Wild Queen defeats champion filly Lotteria

AAP Racing - Virtual Form Guide - 4 March 2006

All eyes were on the return of Cox Plate runner-up Lotteria in the Millie Fox Stakes (1300m) at Rosehill but it was her underrated stablemate Wild Queen who stole the show.

The Gai Waterhouse-trained mare was allowed to get away with a cheap lead and made it all but impossible for those chasing to make up ground, running home her last 600m in a sizzling 32.88s.

The victory was Wild Queen’s 10th in 21 starts and Waterhouse’s stable representative Tania Rouse said the five-year-old kept stepping up every time they raised the bar.

It’s appropriate Wild Queen should win on Mardi Gras night,” Rouse said.

She just continues to go from strength to strength and we couldn’t be happier, Jamie Innes rode her perfectly.

We thought she was probably the biggest danger to Lotteria at the weights.”

Lotteria, having her first start since winning the Myer Classic last spring, had to concede Wild Queen 4.5kg and was outsprinted under her 61kg topweight but Rouse was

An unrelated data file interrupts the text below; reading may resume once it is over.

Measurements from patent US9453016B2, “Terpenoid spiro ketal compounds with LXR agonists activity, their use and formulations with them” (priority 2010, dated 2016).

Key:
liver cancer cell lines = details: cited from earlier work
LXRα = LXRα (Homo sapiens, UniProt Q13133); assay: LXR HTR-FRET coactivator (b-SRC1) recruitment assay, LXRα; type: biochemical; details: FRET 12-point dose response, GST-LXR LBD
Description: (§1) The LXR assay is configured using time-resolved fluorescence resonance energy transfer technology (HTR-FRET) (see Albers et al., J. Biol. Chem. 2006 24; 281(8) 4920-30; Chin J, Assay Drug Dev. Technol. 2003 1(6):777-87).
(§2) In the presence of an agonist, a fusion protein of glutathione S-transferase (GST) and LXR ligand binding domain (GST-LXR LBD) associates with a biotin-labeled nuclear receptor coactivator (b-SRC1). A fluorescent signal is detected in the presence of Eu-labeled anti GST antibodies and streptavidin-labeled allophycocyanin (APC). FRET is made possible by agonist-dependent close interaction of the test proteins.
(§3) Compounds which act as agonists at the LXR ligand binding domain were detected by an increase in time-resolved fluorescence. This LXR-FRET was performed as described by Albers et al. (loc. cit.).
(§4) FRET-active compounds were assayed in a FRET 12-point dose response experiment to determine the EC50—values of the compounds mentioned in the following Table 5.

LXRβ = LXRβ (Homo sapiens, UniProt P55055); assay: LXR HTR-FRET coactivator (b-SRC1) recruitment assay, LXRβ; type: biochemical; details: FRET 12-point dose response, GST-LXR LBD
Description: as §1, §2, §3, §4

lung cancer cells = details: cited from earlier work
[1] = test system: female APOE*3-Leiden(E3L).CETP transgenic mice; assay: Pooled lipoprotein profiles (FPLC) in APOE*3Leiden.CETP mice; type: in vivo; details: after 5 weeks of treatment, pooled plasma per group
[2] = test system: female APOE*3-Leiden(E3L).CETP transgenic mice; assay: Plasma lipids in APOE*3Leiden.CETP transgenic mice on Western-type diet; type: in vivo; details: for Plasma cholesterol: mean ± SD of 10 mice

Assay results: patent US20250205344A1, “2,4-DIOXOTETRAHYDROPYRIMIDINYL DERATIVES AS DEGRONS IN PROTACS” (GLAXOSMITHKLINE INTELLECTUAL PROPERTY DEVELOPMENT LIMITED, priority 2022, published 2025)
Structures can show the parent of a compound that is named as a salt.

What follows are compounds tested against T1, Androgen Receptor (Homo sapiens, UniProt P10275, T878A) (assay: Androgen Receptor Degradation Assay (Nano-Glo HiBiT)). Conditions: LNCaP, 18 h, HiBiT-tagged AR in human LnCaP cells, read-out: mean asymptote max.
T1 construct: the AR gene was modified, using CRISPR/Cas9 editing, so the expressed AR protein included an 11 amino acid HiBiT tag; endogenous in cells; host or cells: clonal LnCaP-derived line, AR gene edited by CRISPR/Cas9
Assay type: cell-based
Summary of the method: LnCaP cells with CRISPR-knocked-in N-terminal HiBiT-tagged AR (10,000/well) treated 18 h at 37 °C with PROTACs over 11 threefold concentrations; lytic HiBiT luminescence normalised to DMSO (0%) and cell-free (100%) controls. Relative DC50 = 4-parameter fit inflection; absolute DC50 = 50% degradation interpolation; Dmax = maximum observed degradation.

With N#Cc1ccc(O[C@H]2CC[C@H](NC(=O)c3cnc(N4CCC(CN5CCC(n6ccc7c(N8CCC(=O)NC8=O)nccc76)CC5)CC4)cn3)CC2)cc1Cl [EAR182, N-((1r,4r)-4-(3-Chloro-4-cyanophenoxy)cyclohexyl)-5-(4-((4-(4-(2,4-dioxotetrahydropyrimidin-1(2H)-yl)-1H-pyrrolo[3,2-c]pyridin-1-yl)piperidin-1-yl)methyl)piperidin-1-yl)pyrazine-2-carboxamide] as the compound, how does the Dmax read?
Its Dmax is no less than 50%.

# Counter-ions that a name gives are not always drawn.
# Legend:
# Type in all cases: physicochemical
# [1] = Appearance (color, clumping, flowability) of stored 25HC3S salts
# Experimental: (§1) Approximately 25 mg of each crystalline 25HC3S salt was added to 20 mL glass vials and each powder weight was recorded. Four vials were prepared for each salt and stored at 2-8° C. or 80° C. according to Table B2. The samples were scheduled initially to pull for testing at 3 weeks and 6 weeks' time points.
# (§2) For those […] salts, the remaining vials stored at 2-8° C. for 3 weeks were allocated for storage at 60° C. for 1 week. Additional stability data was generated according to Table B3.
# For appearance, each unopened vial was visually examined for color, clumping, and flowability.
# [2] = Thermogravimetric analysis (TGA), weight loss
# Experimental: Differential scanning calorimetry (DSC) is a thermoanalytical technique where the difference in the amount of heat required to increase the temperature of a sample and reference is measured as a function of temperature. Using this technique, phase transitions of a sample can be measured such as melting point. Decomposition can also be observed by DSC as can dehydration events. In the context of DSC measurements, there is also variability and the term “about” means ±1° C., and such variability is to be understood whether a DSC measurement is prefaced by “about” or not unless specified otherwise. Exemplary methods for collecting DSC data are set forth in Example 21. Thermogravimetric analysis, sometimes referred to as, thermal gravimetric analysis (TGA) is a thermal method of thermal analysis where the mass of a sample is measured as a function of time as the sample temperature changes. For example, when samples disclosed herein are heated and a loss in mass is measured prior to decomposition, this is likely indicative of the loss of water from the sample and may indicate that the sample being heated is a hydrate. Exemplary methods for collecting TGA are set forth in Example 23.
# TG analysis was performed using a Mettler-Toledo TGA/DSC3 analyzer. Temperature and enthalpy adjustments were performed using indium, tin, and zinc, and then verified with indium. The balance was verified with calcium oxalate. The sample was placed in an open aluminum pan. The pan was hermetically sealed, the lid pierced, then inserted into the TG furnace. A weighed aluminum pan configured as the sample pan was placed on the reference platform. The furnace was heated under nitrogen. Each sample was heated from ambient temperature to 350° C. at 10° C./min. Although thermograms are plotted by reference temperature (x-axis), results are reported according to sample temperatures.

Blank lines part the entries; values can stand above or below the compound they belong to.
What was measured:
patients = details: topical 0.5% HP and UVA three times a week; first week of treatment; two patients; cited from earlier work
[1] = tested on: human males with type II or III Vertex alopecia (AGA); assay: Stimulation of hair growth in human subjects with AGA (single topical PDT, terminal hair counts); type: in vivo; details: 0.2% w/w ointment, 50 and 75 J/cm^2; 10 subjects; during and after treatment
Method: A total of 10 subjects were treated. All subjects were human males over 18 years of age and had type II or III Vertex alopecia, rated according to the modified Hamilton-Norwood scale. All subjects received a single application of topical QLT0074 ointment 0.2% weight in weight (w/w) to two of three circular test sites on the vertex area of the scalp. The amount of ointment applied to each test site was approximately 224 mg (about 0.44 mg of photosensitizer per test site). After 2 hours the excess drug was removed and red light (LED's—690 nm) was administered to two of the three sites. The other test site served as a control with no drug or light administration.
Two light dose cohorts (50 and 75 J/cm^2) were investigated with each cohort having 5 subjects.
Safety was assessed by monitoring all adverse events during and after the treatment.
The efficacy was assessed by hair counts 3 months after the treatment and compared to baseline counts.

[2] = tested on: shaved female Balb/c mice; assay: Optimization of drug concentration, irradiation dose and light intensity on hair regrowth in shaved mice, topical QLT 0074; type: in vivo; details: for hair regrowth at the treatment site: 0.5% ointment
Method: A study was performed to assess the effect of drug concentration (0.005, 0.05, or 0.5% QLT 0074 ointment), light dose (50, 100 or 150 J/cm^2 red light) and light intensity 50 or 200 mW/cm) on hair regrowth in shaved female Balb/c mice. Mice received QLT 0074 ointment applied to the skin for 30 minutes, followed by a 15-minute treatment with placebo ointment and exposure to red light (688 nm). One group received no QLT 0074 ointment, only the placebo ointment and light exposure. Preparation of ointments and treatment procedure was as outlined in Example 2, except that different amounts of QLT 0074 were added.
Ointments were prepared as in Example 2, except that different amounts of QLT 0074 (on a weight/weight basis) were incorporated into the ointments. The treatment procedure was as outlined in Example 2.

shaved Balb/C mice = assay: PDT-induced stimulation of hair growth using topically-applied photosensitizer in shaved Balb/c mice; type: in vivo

satisfied with her run.

She weighs 25 kilos more this prep because she’s grown so much and she probably just needed that to come on fitness-wise,” Rouse said.

The others just outsprinted her but she will go to the Group Ones now.”

Wild Queen was backed in from $10 to $8 and packed too many punches for her rivals, cruising to the line two lengths clear of the John O’Shea-trained Steflara with three-year-old Regal Cheer another half-head back.

Rouse said Waterhouse had yet to cement plans for Wild Queen’s autumn program but was looking at several options.

Where she goes from here I’m not sure but maybe a race like the Queen Of The Turf would suit her,” Rouse said.

She is also in the Doncaster.”

O’Shea was pleased with the effort of the Coolmore Classic-bound Steflara and said the winner’s sectionals told the story.

She (Wild Queen) made it mathematically impossible to win,” O’Shea said.

© AAP 2006 Published 04/03/06

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It was a great treat to us to be turned out into the home paddock or the old orchard; the grass was so cool and soft to our feet, the air so sweet, and the freedom to do what we liked was so pleasant; to gallop, to lie down, to roll over on our backs or to nibble the sweet grass. Then it was a very good time for talking, as we stood together under the shade of the large chestnut tree.

—Anna Sewell from
Black Beauty